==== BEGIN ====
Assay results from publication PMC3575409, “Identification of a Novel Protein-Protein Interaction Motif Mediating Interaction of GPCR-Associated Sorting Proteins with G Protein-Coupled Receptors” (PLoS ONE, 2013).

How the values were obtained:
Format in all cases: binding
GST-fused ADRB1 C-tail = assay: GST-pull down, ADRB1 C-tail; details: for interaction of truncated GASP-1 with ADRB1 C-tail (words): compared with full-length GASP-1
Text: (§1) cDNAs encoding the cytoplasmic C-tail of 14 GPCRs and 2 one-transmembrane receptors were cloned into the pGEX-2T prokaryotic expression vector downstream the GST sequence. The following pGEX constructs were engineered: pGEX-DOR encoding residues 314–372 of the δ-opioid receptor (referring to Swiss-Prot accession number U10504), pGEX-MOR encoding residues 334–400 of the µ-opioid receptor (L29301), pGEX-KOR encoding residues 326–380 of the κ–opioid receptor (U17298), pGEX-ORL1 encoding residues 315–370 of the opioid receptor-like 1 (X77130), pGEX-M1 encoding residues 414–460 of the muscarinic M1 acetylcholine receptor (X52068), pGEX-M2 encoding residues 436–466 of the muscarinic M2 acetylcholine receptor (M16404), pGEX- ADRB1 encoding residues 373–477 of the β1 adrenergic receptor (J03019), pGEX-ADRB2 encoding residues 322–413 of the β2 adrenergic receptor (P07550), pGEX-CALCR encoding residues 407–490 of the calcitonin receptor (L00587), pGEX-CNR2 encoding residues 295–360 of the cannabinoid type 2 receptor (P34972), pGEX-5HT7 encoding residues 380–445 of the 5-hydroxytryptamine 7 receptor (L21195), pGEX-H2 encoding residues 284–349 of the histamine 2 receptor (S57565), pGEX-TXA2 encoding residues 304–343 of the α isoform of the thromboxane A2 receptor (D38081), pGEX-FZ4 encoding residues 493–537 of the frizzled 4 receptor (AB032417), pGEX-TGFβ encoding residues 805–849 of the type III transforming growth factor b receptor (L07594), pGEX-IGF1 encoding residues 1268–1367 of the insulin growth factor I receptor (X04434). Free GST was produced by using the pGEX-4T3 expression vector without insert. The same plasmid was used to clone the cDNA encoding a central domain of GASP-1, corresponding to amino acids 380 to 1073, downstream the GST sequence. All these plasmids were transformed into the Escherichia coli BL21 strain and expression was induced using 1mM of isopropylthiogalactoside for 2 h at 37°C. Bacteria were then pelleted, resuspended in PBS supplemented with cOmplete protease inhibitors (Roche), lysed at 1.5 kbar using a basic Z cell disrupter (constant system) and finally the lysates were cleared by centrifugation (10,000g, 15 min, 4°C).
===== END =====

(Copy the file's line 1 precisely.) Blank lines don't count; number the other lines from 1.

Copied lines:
Assay results from publication PMC3575409, “Identification of a Novel Protein-Protein Interaction Motif Mediating Interaction of GPCR-Associated Sorting Proteins with G Protein-Coupled Receptors” (PLoS ONE, 2013).